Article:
Slow Down to Manage Your Pain

How many of you find yourself rushing around and it’s causing you stress and pain? And if you already have pain, does it add to your pain? Are you trying to accomplish a dozen things at once and don’t give your body and mind a chance to rest and recuperate?

I talk with many people every day and many of whom fall into this category, with me being one of them. I think it’s important that we all think more about what we are rushing around doing all day and what it’s doing to our health, particularly if your nervous system is already in a ramped up state because of a physical health condition or if you are someone who experiences anxiety and perhaps panic attacks, and problems with impulse control (impulse control meaning not being able to stop ourselves from engaging in certain behaviors or experiencing certain emotions, such as over-eating, over-working, drinking, gambling, venting anger at inappropriate times, etc.).

If you are hypervigilant about the way you live, I hope this article helps, for when we do not treat ourselves with loving kindness and care, we are being self-destructive which keeps us on the metaphoric hamster wheel of a life that can seem like constant system overload. A hypervigilant mind keeps us from remembering that not everything has to be done at this very moment. Very few things are truly that important. Everything can wait. The problem is that when we are hypervigilant, adrenaline (a stress hormone) increases. This then increases the feeling that we need to keep moving, which is really an illusion, turning into a vicious cycle where the body and mind are over-worked… meaning more pain.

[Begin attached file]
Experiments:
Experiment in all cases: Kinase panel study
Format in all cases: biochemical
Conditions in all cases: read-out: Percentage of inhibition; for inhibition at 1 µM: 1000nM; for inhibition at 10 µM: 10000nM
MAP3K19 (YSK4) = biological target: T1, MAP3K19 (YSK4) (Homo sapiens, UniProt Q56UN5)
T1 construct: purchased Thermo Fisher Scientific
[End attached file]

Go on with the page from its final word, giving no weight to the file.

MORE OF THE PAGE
The past 20 years I have lived with dystonia, a life changing, painful neurological movement disorder. I have had to dramatically change my lifestyle to help manage my symptoms, which I have learned to be pretty good at (you can learn more about this in my 2 books, Diagnosis Dystonia: Navigating the Journey and Beyond Pain and Suffering: Adapting to Adversity and Life challenges). For the past seven or so years, I have also been dealing with a problem with my ear that causes a host of uncomfortable symptoms from vertigo (not so much spinning vertigo as just mild to severe off balance) to the feeling of a butterfly flapping its wings in my ear, fullness, pain, among other things that can tend to drive me a bit crazy. I have been to many doctors and had many tests, none of which revealed anything other than nerve damage and hearing loss (not Meniere’s, nor BPPV where the crystals in the inner ear are dislodged, or inner ear infection, or anything similar). Nothing has been found to account for the other symptoms, which can actually be more debilitating and limiting than the pain from dystonia.

This is the most chronic it has been in a very long time, so I have another appointment to see a new doctor. Until then, and since my last appointment years ago that revealed nothing, I manage the symptoms on my own doing different things all day. The past few weeks have been quite miserable, which is what prompted me to write this article.

Due to the nature of my symptoms, I made a concerted effort to slow down, something I ALWAYS have to do for my dystonia, but this is a new added level of slowing down on top of what I already do. I purposely spent the last week doing everything about half speed than I normally would. Half speed meaning not allowing my body to move quickly from one place to another (even if that is from one room in my house to another), I pick things up off the floor more slowly and thoughtfully (bending over is one of my dizziness, ear flapping triggers), I quieted my mind more, and I focused more on my breath and I REALLY focused more on my reaction to frustrating things. I allowed them to bounce off me rather than get irritated. I also set up some boundaries with how much time I spent communicating with others on the phone talking, texting, etc. I needed to rest my eyes, my voice, and mind.